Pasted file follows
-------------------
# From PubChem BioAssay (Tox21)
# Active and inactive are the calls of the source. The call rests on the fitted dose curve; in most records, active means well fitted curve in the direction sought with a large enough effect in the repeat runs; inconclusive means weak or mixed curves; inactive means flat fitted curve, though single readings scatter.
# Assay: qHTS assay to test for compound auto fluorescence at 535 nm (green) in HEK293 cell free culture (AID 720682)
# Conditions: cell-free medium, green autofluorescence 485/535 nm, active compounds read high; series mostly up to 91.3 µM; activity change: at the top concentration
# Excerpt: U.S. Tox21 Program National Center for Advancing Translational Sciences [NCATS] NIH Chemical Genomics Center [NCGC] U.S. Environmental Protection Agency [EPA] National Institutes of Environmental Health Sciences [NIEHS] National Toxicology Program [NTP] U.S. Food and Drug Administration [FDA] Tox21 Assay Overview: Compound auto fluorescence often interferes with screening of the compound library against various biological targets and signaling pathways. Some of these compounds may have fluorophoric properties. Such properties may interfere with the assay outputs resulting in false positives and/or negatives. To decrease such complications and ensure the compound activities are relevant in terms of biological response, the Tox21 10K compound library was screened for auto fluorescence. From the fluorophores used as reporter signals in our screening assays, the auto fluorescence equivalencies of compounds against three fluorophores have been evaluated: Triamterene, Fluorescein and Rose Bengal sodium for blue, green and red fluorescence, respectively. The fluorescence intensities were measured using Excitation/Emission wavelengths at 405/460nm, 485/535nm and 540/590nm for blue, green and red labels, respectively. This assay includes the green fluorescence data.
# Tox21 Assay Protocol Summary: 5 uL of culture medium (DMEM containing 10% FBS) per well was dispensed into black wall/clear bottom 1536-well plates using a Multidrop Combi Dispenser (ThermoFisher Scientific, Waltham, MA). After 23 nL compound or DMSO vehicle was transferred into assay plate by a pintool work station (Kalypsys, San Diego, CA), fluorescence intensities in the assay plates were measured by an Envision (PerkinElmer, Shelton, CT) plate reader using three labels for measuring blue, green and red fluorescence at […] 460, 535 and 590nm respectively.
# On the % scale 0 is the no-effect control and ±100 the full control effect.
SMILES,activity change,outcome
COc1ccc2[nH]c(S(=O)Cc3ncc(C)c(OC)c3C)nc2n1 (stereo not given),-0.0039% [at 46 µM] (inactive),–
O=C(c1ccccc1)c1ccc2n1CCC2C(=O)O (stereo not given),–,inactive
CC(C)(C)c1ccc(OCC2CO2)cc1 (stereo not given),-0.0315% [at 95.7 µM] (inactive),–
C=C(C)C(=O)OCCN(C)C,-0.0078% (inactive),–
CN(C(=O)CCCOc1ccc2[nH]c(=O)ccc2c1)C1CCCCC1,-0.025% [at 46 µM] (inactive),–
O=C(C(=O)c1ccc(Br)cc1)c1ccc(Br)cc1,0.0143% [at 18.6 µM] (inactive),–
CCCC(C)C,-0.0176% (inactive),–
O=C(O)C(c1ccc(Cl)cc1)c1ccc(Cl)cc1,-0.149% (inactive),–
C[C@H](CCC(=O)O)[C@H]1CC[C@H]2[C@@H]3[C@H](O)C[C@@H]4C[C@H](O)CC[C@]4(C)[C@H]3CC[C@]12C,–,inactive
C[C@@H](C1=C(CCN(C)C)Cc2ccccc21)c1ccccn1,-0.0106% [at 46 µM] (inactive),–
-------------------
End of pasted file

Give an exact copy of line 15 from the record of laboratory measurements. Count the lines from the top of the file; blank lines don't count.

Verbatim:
CCCC(C)C,-0.0176% (inactive),–